Wheelchair users report very high levels of activity limitation, functional limitation, difficulty in basic life activities, and perceived disability (Figure 2).

Activity limitation, a traditional definition of disability, is measured by first identifying the person’s major life activityan age-appropriate activity such as attending school, working, doing housework, or performing basic self-care and home-management tasks. Respondents are asked about limitations in the major activity, and then about any other activities in which they might be limited “in any way . . . due to a health problem or impairment.”

An overwhelming majority (93.0 percent) of wheelchair users report some form of activity limitation. For two-thirds (66.1 percent), the limitation is severe enough to render them unable to perform their major activity.

Functional limitation provides another common definition of disability. Adult respondents to the NHIS-D are asked about a set of eight mobility-related physical functions: lifting a ten-pound object, climbing a flight of stairs without resting, walking one quarter mile, standing for 20 minutes, bending down from a standing position, reaching up or out, grasping or handling objects with the fingers, and holding a pen or pencil. Nearly all wheelchair users (96.2 percent) report limitations in one or more of these functions, and more than four fifths (85.7 percent) are unable to perform one or more of them. Looked at another way, only 14.3 percent of wheelchair users are able to perform all of the eight mobility-related functions listed above. More than three-quarters (78.5 percent) are unable to walk a quarter of a mile, and inabilities in climbing, standing, and bending are each reported more than half the time (63.7, 61.0, and 55.4 percent, respectively).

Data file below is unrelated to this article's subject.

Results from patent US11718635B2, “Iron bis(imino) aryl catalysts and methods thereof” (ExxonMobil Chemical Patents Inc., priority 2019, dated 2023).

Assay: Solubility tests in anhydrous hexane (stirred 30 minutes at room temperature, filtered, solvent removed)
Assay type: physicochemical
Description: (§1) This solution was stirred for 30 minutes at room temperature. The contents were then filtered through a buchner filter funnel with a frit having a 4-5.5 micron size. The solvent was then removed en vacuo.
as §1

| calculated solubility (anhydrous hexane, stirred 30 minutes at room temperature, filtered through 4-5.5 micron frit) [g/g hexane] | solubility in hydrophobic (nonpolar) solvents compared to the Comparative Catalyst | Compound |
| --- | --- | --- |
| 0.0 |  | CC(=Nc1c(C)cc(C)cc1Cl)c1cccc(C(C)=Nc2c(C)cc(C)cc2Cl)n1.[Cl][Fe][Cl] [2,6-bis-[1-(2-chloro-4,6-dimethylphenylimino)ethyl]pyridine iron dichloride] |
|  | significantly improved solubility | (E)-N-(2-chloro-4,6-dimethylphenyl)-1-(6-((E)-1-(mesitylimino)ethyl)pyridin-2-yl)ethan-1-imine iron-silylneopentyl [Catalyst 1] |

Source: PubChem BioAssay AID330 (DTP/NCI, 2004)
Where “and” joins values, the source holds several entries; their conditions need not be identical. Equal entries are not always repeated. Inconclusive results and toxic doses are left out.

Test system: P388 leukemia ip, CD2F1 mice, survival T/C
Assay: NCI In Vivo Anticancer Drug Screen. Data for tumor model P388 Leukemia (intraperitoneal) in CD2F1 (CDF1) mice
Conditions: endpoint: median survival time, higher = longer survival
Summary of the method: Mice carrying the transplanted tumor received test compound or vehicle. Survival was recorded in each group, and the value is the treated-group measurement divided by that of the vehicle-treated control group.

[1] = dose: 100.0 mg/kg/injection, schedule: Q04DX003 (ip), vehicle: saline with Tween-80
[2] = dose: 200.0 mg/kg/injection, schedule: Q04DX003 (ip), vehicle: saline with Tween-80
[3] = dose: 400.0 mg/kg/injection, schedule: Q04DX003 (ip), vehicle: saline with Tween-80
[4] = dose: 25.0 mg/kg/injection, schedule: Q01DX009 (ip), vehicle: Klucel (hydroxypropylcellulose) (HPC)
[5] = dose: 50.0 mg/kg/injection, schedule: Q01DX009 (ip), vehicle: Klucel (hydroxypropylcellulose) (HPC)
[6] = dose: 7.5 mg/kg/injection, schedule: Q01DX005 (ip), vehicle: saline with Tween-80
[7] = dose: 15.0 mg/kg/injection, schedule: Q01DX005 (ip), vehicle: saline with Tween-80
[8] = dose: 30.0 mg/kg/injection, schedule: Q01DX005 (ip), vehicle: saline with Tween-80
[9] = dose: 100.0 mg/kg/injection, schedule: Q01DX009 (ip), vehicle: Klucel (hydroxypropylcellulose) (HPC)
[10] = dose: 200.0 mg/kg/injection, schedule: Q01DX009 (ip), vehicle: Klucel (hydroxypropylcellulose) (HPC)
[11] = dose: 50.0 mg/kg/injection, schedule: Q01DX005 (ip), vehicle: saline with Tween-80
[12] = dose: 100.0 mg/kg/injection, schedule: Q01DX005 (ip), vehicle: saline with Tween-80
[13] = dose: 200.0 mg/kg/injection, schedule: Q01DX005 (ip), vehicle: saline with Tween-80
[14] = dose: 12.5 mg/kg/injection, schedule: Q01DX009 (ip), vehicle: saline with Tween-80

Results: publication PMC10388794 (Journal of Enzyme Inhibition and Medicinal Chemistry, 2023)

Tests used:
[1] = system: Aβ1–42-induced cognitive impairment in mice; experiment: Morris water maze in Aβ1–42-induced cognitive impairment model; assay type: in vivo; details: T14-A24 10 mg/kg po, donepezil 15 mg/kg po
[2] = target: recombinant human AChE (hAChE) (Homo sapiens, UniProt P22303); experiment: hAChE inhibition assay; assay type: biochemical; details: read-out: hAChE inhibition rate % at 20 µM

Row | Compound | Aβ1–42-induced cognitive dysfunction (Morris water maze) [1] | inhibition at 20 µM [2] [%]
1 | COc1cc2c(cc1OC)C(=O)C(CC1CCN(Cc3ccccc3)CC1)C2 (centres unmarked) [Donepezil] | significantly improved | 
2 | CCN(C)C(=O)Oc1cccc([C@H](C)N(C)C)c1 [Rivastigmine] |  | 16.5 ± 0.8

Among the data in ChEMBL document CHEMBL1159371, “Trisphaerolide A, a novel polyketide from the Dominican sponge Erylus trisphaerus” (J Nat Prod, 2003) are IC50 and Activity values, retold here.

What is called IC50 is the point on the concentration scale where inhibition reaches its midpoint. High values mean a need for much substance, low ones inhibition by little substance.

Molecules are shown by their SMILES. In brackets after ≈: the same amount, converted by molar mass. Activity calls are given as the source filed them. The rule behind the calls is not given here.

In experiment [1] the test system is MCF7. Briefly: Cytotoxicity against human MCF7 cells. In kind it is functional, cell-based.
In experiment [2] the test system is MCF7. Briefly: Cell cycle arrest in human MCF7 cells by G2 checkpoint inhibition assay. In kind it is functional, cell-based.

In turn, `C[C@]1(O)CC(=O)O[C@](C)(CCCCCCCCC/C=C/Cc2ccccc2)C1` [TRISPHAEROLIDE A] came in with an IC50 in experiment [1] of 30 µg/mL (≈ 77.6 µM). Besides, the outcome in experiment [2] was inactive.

Self-care and home management

Limitations in self-care and home-management activities are commonly used to measure disability severity, particularly for the purposes of disability benefit programs. People needing the assistance of others in performing these activities are often regarded as having severe disabilities.